9 Questions to Ask During an Informational Interview (and 1 to Avoid) | Ladders

Arrive at your next informational interview prepared to gain valuable insights for your next career move.

9 Questions to Ask During an Informational Interview (and 1 to Avoid)

Arrive at your next informational interview prepared to gain valuable insights for your next career move.

It’s nearly impossible to discuss job-search tactics without mentioning the value of networking. Smart job seekers not only invest in developing their professional networks; they also tap into these connections for introductions, job leads and other valuable insights. However, one networking technique is often overlooked by even the savviest of job seekers: informational interviewing.

The concept of the informational interview (also known as an informational conversation) was first introduced by Richard N. Bolles, author of the popular job-search book, What Color is Your Parachute? Bolles believes that job seekers should speak with professionals in their field of interest to gather more information before choosing a particular career path.

I couldn’t agree more.

Whether you’re new to the workforce or you’re considering changing careers, informational interviews are a great way explore various career options and clarify your job goals. Furthermore, they can be an effective way to gather insight into a particular company when you’re preparing for an interview.

Below are nine questions you can ask during your next informational interview – and one to avoid – to make the most of this valuable opportunity.

Questions to ask:

  1. How did you end up in this industry? Did you always want to be a [position]?
  2. What do you enjoy most – and least – about working in this field (or at this organization)?
  3. Based on my research, it seems like most professionals start off as a [position] – is this consistent with what you’ve seen?
  4. What’s a typical day like for someone who holds this position at your organization?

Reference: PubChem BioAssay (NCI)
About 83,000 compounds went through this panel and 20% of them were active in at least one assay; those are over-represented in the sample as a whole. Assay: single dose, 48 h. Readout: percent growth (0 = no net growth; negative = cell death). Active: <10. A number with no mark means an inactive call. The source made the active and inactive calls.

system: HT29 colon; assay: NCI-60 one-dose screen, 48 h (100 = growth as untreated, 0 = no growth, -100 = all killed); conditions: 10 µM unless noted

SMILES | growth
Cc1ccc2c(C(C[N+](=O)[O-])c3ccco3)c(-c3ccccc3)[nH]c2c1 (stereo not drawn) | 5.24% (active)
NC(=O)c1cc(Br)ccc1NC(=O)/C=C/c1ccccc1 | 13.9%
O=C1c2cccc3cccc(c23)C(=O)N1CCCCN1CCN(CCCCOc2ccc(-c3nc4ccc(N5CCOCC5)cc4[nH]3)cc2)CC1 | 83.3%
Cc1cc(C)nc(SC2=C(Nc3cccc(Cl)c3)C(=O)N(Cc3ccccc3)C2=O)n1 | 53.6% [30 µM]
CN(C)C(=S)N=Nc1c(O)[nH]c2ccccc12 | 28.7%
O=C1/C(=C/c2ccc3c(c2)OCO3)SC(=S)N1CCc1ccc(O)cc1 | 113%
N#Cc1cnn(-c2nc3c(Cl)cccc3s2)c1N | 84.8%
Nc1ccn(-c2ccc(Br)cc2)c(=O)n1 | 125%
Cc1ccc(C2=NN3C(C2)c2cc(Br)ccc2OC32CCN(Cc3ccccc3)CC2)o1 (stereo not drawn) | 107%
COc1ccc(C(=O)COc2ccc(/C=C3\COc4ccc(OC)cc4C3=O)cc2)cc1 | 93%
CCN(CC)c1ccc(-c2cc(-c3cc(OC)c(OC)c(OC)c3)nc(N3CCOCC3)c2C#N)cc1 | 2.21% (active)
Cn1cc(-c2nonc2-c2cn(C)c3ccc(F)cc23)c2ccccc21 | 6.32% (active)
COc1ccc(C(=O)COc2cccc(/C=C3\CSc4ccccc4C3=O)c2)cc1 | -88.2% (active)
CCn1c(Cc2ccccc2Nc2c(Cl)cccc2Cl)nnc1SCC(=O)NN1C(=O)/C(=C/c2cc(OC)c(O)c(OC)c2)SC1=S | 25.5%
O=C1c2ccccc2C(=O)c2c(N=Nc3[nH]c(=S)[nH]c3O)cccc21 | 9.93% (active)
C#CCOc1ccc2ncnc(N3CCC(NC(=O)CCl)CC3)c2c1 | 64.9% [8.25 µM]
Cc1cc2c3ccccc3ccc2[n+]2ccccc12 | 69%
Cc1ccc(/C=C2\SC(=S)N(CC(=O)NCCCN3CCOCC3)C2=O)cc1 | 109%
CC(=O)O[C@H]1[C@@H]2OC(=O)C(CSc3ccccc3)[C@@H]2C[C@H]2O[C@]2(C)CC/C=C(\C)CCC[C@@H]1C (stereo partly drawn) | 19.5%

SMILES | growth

5. When you’re hiring someone for your team, what do you look for? What skills and experience do you consider most valuable?
  6. I’ve often been told that my core strengths as a professional are [______]. I enjoy working on projects that involve [______] skills. If that’s the case, what roles do you think I’d be best suited for in your field?
  7. Are there any specific networking groups or professional associations you recommend I join to learn more about this industry?
  8. I’m currently subscribed to the following publications to learn more about this industry:[______]. Are there any others you recommend I check out?
  9. Is there anything else you think I should be aware of before pursuing a career in [______] field?

And one question to avoid:

  1. Can you find me a job?

In the end

Remember, the goal of an informational conversation is not to secure a job lead. While this may occur naturally, it should not be your primary objective. Use this opportunity to pick your contact’s brain and learn their personal career story. As a result, you’re sure to receive great career advice and valuable insights into a new field.

Amanda Augustine

Amanda Augustine

Amanda Augustine is a well-recognized expert in all things related to career advancement: from identifying your dream job, to developing your professional brand, to acing your next interview. She is a job search and career consultant with a passion for helping people find the find the right job, sooner. Learn more at JobSearchAmanda.com

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